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Before the Senate Committee on Finance Tax Reform Options: Marginal Rates on High-Income Taxpayers, Capital Gains, and Dividends

By Leonard E. Burman, Daniel Patrick, Moynihan Professor and Public Affairs


me to testify on tax reform options affecting high-income taxpayers. I applaud the committee for devoting much of the past year to examining ways to make the tax code simpler, fairer, and more conducive to economic growth, and I’m honored to be asked to contribute to those deliberations. In summary, here are my main points: Economic theory suggests that the degree of progressivity should balance the gains from mitigating economic inequality and risk-sharing against the costs in terms of disincentives created by higher tax rates. The optimal top tax rate depends on social norms and the government’s revenue needs. Experience and a range of empirical evidence suggests that the rates in effect in the 1990s would not unduly diminish economic growth. However, a more efficient option would be to broaden the base (reform or eliminate tax expenditures and eliminate loopholes) to achieve distributional goals while keeping top rates relatively low. � The biggest loophole is the lower tax rate on capital gains. Several bipartisan tax refor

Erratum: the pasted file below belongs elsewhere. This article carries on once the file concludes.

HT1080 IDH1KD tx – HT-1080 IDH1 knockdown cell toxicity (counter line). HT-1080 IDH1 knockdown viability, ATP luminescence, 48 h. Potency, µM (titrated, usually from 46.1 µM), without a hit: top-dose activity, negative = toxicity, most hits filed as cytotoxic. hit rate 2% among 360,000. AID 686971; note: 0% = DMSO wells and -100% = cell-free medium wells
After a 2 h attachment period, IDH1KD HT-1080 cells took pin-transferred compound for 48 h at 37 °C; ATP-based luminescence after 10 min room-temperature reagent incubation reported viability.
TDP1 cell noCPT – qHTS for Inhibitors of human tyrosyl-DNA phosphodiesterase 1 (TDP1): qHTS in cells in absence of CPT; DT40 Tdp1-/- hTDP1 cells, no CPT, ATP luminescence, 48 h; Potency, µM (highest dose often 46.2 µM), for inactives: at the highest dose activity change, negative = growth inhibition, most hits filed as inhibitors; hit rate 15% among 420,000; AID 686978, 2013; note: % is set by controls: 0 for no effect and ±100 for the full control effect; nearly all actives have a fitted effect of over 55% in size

Year: 2011
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